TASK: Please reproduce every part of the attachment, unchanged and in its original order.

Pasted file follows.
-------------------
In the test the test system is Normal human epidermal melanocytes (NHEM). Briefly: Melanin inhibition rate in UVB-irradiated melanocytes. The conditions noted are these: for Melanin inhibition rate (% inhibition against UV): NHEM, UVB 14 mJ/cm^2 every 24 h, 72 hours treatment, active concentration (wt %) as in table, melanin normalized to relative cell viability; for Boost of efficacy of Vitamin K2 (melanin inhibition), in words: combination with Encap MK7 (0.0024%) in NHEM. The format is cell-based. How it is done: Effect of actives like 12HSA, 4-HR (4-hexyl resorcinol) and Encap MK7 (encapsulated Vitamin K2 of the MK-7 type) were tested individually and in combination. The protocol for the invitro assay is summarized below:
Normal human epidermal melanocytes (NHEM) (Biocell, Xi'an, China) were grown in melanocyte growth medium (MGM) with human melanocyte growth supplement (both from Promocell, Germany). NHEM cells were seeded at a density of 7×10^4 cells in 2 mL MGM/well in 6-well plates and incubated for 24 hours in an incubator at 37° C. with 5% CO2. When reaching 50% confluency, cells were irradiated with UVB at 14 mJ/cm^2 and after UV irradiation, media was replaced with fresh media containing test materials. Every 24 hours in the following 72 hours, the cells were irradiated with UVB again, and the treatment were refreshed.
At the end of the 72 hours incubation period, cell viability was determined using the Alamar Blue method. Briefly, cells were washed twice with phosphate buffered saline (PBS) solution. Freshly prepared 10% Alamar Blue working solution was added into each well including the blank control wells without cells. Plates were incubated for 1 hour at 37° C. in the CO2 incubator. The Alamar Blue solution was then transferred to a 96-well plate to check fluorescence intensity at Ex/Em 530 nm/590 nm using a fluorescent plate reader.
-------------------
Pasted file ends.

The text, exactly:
In the test the test system is Normal human epidermal melanocytes (NHEM). Briefly: Melanin inhibition rate in UVB-irradiated melanocytes. The conditions noted are these: for Melanin inhibition rate (% inhibition against UV): NHEM, UVB 14 mJ/cm^2 every 24 h, 72 hours treatment, active concentration (wt %) as in table, melanin normalized to relative cell viability; for Boost of efficacy of Vitamin K2 (melanin inhibition), in words: combination with Encap MK7 (0.0024%) in NHEM. The format is cell-based. How it is done: Effect of actives like 12HSA, 4-HR (4-hexyl resorcinol) and Encap MK7 (encapsulated Vitamin K2 of the MK-7 type) were tested individually and in combination. The protocol for the invitro assay is summarized below:
Normal human epidermal melanocytes (NHEM) (Biocell, Xi'an, China) were grown in melanocyte growth medium (MGM) with human melanocyte growth supplement (both from Promocell, Germany). NHEM cells were seeded at a density of 7×10^4 cells in 2 mL MGM/well in 6-well plates and incubated for 24 hours in an incubator at 37° C. with 5% CO2. When reaching 50% confluency, cells were irradiated with UVB at 14 mJ/cm^2 and after UV irradiation, media was replaced with fresh media containing test materials. Every 24 hours in the following 72 hours, the cells were irradiated with UVB again, and the treatment were refreshed.
At the end of the 72 hours incubation period, cell viability was determined using the Alamar Blue method. Briefly, cells were washed twice with phosphate buffered saline (PBS) solution. Freshly prepared 10% Alamar Blue working solution was added into each well including the blank control wells without cells. Plates were incubated for 1 hour at 37° C. in the CO2 incubator. The Alamar Blue solution was then transferred to a 96-well plate to check fluorescence intensity at Ex/Em 530 nm/590 nm using a fluorescent plate reader.